Waiver allowing Pa. pharmacists to administer COVID-19 vaccines depends on longevity of Wolf’s disaster declaration

    (Getty Images/Maine Beacon)

    A new waiver allowing pharmacists to order and administer COVID-19 vaccines when they become more widely available could be thrown into jeopardy by legislative efforts to curtail executive powers.

    The temporary waiver, approved by Gov. Tom Wolf, adds state-licensed pharmacists to the list of healthcare professionals who can administer COVID-19 vaccines without a physician’s order. 

    In a statement Thursday, Secretary of State Kathy Boockvar said that this waiver will help Pennsylvanians who want the vaccine to get it. 

    “Pharmacists, as well as pharmacy interns and technicians, are critical partners in the commonwealth’s plan to distribute the COVID-19 vaccine,” Boockvar said. “Many Pennsylvanians will go to their local pharmacy for vaccination. This waiver will enable pharmacies to offer the COVID-19 vaccines without a physician’s order.” 

    However, the waiver applies only for “the duration of Wolf’s Disaster Emergency Declaration, plus 90 days,” according to the department raising concerns that the Republican-controlled Legislature’s efforts to curtail those executive powers could hamper the waiver’s effort to boost vaccine access and distribution. 

    Since the beginning of the disaster emergency declaration, the department has issued 80 waivers, including waivers that moved licensure education online and extended licensure renewal deadlines, a department spokesperson confirmed. 

    “The current disaster declaration is guiding the timing and expiration dates of the waivers issued by the Department of State,” Laura Humphrey, a spokesperson for the department said, adding that the department could not speculate on the impact the proposed constitutional amendment would have on the waiver and efforts to boost vaccine distribution.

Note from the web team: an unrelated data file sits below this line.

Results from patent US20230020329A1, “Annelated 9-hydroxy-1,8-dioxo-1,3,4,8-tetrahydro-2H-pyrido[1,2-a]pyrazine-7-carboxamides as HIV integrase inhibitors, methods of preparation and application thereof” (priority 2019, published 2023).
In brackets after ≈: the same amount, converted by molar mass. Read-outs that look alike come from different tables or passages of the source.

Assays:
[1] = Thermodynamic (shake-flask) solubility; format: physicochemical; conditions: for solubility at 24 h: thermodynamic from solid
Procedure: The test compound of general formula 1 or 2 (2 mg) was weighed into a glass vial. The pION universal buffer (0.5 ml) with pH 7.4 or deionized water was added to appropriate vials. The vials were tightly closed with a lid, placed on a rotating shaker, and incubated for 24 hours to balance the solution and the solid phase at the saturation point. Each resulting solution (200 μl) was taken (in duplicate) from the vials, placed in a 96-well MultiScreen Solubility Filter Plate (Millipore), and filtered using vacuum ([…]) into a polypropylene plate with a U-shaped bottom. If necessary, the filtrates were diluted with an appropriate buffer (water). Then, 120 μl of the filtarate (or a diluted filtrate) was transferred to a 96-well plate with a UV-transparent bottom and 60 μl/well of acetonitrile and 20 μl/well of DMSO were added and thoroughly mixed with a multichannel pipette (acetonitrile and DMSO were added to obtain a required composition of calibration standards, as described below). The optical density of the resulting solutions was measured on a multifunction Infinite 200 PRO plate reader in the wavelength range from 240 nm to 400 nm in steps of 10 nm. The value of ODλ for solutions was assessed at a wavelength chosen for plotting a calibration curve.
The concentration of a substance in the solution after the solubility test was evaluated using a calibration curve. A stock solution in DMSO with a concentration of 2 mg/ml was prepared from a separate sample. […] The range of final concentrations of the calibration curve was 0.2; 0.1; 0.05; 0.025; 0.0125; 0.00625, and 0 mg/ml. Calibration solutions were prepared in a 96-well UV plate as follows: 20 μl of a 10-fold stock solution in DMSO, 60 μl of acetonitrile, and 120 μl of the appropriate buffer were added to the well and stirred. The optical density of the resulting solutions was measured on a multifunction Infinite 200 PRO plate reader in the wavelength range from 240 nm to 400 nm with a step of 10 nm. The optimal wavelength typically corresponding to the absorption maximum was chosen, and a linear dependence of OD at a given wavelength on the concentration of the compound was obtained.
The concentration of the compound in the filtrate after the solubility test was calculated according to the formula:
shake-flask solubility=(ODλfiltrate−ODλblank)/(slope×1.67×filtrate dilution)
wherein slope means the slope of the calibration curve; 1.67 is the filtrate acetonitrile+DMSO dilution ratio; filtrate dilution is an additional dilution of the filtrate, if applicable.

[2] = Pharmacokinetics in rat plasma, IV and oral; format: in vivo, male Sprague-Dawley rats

By state law, constitutional amendments, such as the one aimed at reeling in executive disaster declaration powers, must be approved by the General Assembly two sessions in a row before voters weigh in. 

    Pennsylvanians could see it on their ballots as soon as this May, as previously reported by the Capital-Star.

    Earlier this week, state Health Secretary Dr. Rachel Levine said the commonwealth is still “several months” from getting the vaccine to all Pennsylvanians who want it. 

    Levine: 138k doses of COVID-19 vaccine, provider map for health care workers, expected this week

    This timeline, while hypothetical, could put Wolf’s waiver, and with it, efforts to increase vaccine access and availability, on a collision course with a final vote on a proposed constitutional amendment to lift Wolf’s emergency declaration. 

    Cassie Miller
    A native Pennsylvanian, Cassie Miller worked for various publications across the Midstate before joining the team at the Pennsylvania Capital-Star. In her previous roles, she has covered everything from local sports to the financial services industry. Miller has an extensive background in magazine writing, editing and design. She is a graduate of Penn State University where she served as the campus newspaper’s photo editor. She is currently pursuing her master’s degree in professional journalism at the University of Nebraska-Lincoln. In addition to her role at the Capital-Star, Miller enjoys working on her independent zines, Dead Air and Infrared.